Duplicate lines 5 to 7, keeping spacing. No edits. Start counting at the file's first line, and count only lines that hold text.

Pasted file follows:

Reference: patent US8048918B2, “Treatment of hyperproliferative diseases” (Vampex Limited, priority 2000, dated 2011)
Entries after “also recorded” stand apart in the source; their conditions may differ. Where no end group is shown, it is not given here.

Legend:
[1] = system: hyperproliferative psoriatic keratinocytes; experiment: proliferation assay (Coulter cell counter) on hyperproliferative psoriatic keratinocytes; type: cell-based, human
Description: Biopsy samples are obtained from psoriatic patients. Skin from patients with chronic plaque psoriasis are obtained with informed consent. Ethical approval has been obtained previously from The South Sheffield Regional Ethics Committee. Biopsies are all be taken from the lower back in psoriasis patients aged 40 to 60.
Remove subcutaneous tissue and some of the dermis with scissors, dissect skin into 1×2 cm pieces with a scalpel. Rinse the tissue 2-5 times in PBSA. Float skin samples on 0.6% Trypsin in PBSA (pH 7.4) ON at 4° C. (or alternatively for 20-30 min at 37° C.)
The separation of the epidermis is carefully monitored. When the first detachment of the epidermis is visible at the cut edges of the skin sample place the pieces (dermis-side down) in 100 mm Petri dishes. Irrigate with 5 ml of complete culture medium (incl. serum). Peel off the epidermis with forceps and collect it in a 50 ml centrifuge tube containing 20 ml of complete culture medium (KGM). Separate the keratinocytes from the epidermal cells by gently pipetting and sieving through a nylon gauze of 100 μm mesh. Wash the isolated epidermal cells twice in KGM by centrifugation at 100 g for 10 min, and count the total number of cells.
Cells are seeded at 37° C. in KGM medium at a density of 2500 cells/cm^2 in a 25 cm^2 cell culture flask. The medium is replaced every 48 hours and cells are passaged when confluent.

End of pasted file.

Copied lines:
Description: Biopsy samples are obtained from psoriatic patients. Skin from patients with chronic plaque psoriasis are obtained with informed consent. Ethical approval has been obtained previously from The South Sheffield Regional Ethics Committee. Biopsies are all be taken from the lower back in psoriasis patients aged 40 to 60.
Remove subcutaneous tissue and some of the dermis with scissors, dissect skin into 1×2 cm pieces with a scalpel. Rinse the tissue 2-5 times in PBSA. Float skin samples on 0.6% Trypsin in PBSA (pH 7.4) ON at 4° C. (or alternatively for 20-30 min at 37° C.)
The separation of the epidermis is carefully monitored. When the first detachment of the epidermis is visible at the cut edges of the skin sample place the pieces (dermis-side down) in 100 mm Petri dishes. Irrigate with 5 ml of complete culture medium (incl. serum). Peel off the epidermis with forceps and collect it in a 50 ml centrifuge tube containing 20 ml of complete culture medium (KGM). Separate the keratinocytes from the epidermal cells by gently pipetting and sieving through a nylon gauze of 100 μm mesh. Wash the isolated epidermal cells twice in KGM by centrifugation at 100 g for 10 min, and count the total number of cells.